Now even these "comfort" upright bikes aren't remotely in the same league as recumbents for comfort. With a recumbent you don't even need special bike shorts. Chafing and neck/head strain simply don't exist. There are a bewildering number of designs, so you would want to test ride a few options at a dealer who specialized in them. At a minimum, you want to ride a long wheelbase bike like an Easy Racer and a shorter one like a Bacchetta. Here is one good dealer to get an idea of brands and prices:

http://www.angletechcycles.com/

Disadvantages for recumbents: 1)price - they are not mass-produced and for a given level of quality are about double that of uprights; 2) many of the best are large and not easily transported; 3)you use different muscles than with an upright bike - you can't stand up to climb a steep hill, for example. These take a season or two to develop, and if your love is climbing mountains quickly these aren't the bikes for you.

Otherwise, recumbent bikes the trikes (check out the Cat Trike) are pretty awesome.
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Old 06-20-2011, 11:00 AM   #14
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First of all, love your forum name, which describes two of my favorite activities. Are you on Ravelry? There's a lot of discussion on the Casual Bicyclists group about this very topic. (lots of women of a like age....)

I had the same issues, and my chiropractor suggested a crank forward. I'd had a hybrid that was fitted pretty well, but still had back/hand issues. I bought an Electra Townie 21D, which suits me very well for the time being. I was warned that it was only good for rides of 10-15 miles, but have ridden 25-30 miles comfortably, and I am not in great shape. It is heavy, but the gears are enough that I can deal with mild/moderate hills. I've replaced the seat.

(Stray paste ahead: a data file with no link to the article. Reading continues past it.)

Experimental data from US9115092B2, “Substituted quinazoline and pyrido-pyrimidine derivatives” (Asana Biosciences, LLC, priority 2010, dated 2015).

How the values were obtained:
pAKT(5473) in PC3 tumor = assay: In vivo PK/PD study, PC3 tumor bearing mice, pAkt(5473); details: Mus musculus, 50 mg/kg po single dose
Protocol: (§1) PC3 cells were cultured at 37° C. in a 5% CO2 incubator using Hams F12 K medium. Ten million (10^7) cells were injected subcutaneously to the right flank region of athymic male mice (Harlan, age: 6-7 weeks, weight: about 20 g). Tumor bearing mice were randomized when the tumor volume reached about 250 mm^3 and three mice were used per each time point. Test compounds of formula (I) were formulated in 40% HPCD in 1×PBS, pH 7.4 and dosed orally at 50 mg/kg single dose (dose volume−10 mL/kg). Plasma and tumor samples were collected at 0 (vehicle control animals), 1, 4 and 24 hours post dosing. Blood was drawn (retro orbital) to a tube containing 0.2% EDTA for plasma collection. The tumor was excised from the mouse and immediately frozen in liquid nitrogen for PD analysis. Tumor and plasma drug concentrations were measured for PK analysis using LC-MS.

DH rides a Specialized road bike several times weekly, but he bought a Townie 21D also so we could ride together on rougher paths/roads/whatever. He likes both of them, and finds he uses different muscles. When he wants to get his miles in, fast, he takes the road bike out. When we ride just for fun or on trips, we take the Townies. I ride mine about 5 days a week (good weather). We've had them less than a year, and I've logged over 1000 miles. I paid about $440 at a local bike shop, but friends have bought them for less. Best investment I've made in years.

We take the bikes frequently on short trips in our minivan. We've removed the back seat of the van (which we don't use anyway) and DH uses a 2x4 with fork clamps (?not sure what they're called) screwed into it. We take the front tires off and the bikes just fit. We can stay in hotels and leave the bikes locked in the van in the parking garage until we're ready for a ride.

We do catch some flak about not riding "real bikes," mostly from DH's carbon fiber/lycra friends. But we have a really good time, and my back doesn't hurt when I get off the bike.

(there's an old infamous thread on the bikeforums site called "Avoid Electra Townie." It's pretty funny. I didn't find a lot of helpful advice on that site about crank forward bikes in general, but then I got tired of looking and just went and tested some bikes.)

Good luck -- you'll find a bike you like.
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Old 06-20-2011, 11:27 AM   #15
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Originally Posted by bikeknit View Post